Finding the right business partner is nearly impossible. Much like marriage you are legally making a commitment to a person and much like marriage it’s statistically likely you’ll split up. This is probably a big reason you hear venture capitalists say they invest in people first, ideas second.
Retsly isn’t my first love story. My last startup ended in heartbreak but luckily I learned a lot of lessons. That’s when I met Kyle Campbell, through online dating (oDesk).
We took things slow and worked together for over two years before meeting in real life. I knew his quirks, his habits, and most importantly how to push his buttons. After a couple hundred Skype sessions our current business, Retsly, was starting to blossom. We raised some money, had a product, and customers wanted it. That’s when we had to make a commitment. I moved to Canada and signed the dotted line. We’re official.
Even though I learned my fair share of lessons the first time around we had some growing pains. I believe there are some super simple rules that if followed will lead to a healthy co-founder relationship.
1. ROLES: This seems super obvious but it isn’t. I know more companies than I care to mention who have major problems because they haven’t defined their roles.
Kyle is the technical co-founder and I am the business guy. So he does the coding and I sell stuff, right? Wrong. When biz dev starts talking to customers his opinion about how the product is built evolves and when the tech guy is building product his opinion on how it should be sold evolves. Write this shit down, say it out loud, video tape the conversation—do whatever you need to do so it’s a clear as day.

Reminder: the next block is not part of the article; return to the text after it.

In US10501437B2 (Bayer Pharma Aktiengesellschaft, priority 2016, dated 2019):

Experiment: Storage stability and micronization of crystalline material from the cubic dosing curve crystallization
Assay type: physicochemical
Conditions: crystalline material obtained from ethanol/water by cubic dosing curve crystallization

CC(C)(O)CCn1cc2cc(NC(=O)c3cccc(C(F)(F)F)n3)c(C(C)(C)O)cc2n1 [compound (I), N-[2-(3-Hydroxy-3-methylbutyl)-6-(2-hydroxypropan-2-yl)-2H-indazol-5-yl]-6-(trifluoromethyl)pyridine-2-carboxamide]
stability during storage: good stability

2. TRUST: You can’t be a jealous or controlling co-founder. If you’re looking over their shoulder not only will you impede on your personal productivity you’ll also create major conflict. Not saying you should turn a blind eye, but keep in mind you got into business with this person because you thought they were the very best at what they do.
I think trust is one of the most difficult aspects of being a co-founder because the nature of a co-founder is you are a risk taker, you want to be in charge of your own destiny.
3. DATE NIGHT: I’m not saying you should hold hands but I wouldn’t rule it out. In a startup you’re most likely working in a small space surrounded by your founding team. Just like parents need date night away from the kids, co-founders also need time to talk in private.
At Retsly we mandate founder breakfast three times a week on Monday, Wednesday, and Friday. It might seem excessive but for us it’s a good time to talk about our goals, continue improved communication, and remember why we decided to take this journey together.
4. RESPECT: If you don’t respect your co-founder you’re doomed. Its not about if they can they bring something to the table, it’s about if you can be proud of what they are bringing to the table.
If you’re a biz dev guy you should be able to brag about your technical better half. Be proud of the relationship—you want everyone to be jealous of your co-founder relationship.
5. THERAPY: Find someone you both trust. If you talk to enough investors and mentors this person will naturally reveal themself.
e’re lucky enough to have two people who believe enough in Retsly and us as co-founders they sacrifice their time to hear us wine and complain. All joking aside, when being completely transparent about your disagreements finding people who aren’t going to judge you is crucial.
If you thought finding the perfect co-founder was hard, maintaining that relationship is even more difficult. For me personally it hasn’t been smooth sailing, but the tough times helped us creates some pretty simple rules as detailed above. They might not work for everyone but at the very least take some time to figure out what works for you. I promise it will alleviate a ton of tension if things ever get tough, and they will.